In the present case, even assuming a substantial federal claim was presented, it was an abuse of discretion for the court to exercise its pendent jurisdiction. After weighing all the factors listed above, the balance falls unquestionably on the side of refraining from exercising pendent jurisdiction.
A claim for relief under 42 U.S.C. § 1983 must embody two essential elements. First, the conduct complained of must have deprived the plaintiff of a right, privilege, or immunity secured by the Constitution or laws of the United States. Second, the conduct complained of must have been committed by a person acting under color of law. Parratt v. Taylor, 451 U.S. 527, 535, 101 S.Ct. 1908, 1912, 68 L.Ed.2d 420 (1981); Adickes v. S.H. Kress Co., 398 U.S. 144, 150, 90 S.Ct. 1598, 1604, 26 L.Ed.2d 142 (1970). These two elements are jurisdictional requisites for a section 1983 action, thus if the plaintiff fails as to either the court cannot hear the suit. See Polk County v. Dodson, 454 U.S. 312, 315, 102 S.Ct. 445, 448, 70 L.Ed.2d 509 (1981). The plaintiff, in the present case, has not satisfied either of the requirements for a section 1983 claim.
42 U.S.C. § 1983 provides:
Every person who, under color of any statute, ordinance, regulation, custom, or usage, of any State or Territory, subjects, or causes to be subjected, any citizen of the United States or other person within the jurisdiction thereof to the deprivation of any rights, privileges, or immunities secured by the Constitution and laws, shall be liable to the party injured in an action at law, suit in equity, or other proper proceeding for redress.
Parratt v. Taylor involved a section 1983 claim alleging a negligent deprivation of property. The Supreme Court allowed the claim based upon the allegation of simple negligence because section 1983 does not contain a "state-of-mind" requirement. 451 U.S. at 531-35, 101 S.Ct. at 1910-12. The Court went on to point out, however, that the fourteenth amendment protects only against deprivations occurring "without due process of law." Id. at 531, 101 S.Ct. at 1910. The Court held that the plaintiff had not been deprived of property without due process because the State of Nebraska provided a tort claims procedure that satisfied the due process of law requirement of the fourteenth amendment. Id. at 535-44, 101 S.Ct. at 1912-17.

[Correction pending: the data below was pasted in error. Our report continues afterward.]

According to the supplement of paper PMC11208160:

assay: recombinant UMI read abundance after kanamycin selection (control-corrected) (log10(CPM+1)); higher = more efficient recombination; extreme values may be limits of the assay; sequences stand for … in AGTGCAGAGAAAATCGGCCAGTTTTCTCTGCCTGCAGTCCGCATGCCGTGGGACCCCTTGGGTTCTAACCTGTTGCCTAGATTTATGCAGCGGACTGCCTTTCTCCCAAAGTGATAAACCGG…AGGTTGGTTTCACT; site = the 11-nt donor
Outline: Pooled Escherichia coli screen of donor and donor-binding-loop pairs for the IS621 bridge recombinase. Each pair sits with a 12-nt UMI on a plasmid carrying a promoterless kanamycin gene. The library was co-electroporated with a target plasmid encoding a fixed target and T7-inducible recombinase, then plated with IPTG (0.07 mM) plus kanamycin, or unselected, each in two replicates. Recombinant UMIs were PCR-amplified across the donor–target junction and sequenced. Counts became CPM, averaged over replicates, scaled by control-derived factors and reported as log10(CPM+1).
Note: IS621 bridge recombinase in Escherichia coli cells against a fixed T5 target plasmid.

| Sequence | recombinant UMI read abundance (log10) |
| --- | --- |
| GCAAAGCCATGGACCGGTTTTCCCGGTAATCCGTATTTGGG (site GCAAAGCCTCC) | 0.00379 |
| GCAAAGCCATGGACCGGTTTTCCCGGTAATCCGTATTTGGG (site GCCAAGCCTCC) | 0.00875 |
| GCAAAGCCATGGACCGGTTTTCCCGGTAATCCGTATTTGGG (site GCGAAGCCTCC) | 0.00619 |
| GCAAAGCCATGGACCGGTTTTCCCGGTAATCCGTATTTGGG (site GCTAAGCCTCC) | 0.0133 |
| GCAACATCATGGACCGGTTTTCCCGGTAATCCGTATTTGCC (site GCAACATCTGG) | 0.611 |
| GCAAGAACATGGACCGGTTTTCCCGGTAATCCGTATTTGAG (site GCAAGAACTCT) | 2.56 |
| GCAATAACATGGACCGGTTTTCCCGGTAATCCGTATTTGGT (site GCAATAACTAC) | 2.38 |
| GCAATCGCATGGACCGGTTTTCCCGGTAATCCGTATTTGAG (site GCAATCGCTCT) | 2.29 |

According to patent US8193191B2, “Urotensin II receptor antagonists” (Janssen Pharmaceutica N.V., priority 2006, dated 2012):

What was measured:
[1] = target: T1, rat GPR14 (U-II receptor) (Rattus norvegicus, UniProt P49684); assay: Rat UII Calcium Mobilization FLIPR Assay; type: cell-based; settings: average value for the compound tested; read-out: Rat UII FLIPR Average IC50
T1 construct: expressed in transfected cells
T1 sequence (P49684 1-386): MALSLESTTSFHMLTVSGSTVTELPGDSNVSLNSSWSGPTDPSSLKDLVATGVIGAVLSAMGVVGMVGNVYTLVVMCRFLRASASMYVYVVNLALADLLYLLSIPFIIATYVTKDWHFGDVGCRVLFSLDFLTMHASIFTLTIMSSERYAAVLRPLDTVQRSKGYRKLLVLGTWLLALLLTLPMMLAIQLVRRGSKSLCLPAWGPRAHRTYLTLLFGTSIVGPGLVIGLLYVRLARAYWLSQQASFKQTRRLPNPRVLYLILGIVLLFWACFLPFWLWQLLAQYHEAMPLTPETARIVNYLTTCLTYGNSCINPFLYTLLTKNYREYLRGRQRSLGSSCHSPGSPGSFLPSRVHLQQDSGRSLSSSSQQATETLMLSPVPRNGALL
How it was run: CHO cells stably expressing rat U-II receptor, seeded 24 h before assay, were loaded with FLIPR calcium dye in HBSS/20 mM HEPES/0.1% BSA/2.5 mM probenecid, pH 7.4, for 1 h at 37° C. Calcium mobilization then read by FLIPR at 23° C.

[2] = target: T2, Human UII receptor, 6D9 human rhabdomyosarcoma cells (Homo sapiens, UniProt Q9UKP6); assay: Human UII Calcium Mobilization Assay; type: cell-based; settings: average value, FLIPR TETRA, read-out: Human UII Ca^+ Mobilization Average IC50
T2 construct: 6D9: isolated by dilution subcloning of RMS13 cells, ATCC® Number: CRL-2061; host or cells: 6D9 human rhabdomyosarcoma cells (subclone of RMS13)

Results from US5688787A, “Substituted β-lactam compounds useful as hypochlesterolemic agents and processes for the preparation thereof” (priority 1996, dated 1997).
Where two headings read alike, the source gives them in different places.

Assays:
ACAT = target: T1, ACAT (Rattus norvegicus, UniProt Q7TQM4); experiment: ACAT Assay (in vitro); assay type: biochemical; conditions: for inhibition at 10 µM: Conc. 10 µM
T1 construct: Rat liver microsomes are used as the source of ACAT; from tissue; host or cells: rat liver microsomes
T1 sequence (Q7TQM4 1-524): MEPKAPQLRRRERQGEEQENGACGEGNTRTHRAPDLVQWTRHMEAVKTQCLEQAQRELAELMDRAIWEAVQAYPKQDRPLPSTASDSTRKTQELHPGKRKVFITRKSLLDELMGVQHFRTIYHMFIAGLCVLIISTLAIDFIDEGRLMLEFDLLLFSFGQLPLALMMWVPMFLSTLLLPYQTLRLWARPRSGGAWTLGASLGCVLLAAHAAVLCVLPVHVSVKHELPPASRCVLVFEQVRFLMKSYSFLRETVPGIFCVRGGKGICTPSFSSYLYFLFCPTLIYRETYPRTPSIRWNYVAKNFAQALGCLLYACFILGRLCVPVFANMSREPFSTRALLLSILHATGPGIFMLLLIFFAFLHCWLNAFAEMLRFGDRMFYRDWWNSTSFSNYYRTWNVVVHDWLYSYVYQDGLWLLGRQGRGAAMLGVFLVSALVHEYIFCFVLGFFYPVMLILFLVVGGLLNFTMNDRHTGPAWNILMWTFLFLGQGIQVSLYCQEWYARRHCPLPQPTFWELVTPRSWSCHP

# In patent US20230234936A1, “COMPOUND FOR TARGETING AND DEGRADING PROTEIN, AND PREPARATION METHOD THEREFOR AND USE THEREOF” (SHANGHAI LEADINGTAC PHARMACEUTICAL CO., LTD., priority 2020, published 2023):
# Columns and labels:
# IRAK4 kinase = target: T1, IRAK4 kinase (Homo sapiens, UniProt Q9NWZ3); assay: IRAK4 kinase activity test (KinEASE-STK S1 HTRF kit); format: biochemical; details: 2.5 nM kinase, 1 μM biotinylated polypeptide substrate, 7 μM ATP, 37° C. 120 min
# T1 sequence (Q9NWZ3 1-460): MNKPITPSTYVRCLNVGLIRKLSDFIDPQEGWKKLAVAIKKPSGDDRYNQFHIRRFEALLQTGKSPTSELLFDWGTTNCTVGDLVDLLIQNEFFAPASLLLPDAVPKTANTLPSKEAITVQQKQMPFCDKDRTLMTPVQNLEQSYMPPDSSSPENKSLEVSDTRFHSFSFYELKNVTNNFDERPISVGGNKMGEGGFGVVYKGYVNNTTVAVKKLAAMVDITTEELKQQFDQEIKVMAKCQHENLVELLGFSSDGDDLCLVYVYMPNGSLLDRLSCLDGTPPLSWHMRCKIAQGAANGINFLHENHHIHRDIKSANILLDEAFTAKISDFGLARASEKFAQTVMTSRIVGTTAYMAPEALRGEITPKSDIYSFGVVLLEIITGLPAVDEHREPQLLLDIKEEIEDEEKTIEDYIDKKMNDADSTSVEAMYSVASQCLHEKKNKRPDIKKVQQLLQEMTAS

The courts that have attempted to implement the Parratt decision, have thus far been unable to reach a concensus as to the full meaning and reach of the decision. See, e.g., Pantoja v. City of Gonzales, 538 F. Supp. 335 (N.D.Cal. 1982); Howse v. DeBerry Correctional Institute, 537 F. Supp. 1177 (M.D.Tenn. 1982); Starstead v. City of Superior, 533 F. Supp. 1365 (W.D.Wis. 1982). The present case at first blush appears to be one that may be impacted by Parratt, since it involves a simple negligence section 1983 claim, however, a thorough reading of Parratt and prior Supreme Court cases clearly reveals that this court does not need to address whether the Parratt analysis and holding applies. Before the Parratt analysis is reached and an exploration of the relationship between the defendant's state-of-mind and liability under section 1983 is necessary, the plaintiff must first establish the basic elements of a section 1983 claim. Parratt v. Taylor, 451 U.S. at 535, 101 S.Ct. at 1912; Baker v. McCollan, 443 U.S. 137, 139-40, 99 S.Ct. 2689, 2692-93, 61 L.Ed.2d 433 (1979). See also Shillingford v. Holmes, 634 F.2d 263, 265 (5th Cir. 1981). If the basic elements of a section 1983 claim are not established initially, as is the case here, it is not necessary to decide whether Parratt applies because a valid claim has not been stated. Accord, Hull v. City of Duncanville, 678 F.2d 582, 584-85 (5th Cir. 1982). See also Major v. Benton, 647 F.2d 110, 112-13 (10th Cir. 1981). See Baker v. McCollan, supra. The state-of-mind of the defendant, however, may be relevant as to the first element of a section 1983 claim; whether a constitutional violation occurred in the first place. Baker v. McCollan, supra, at 140 n. 1, 99 S.Ct. at 2692 n. 1.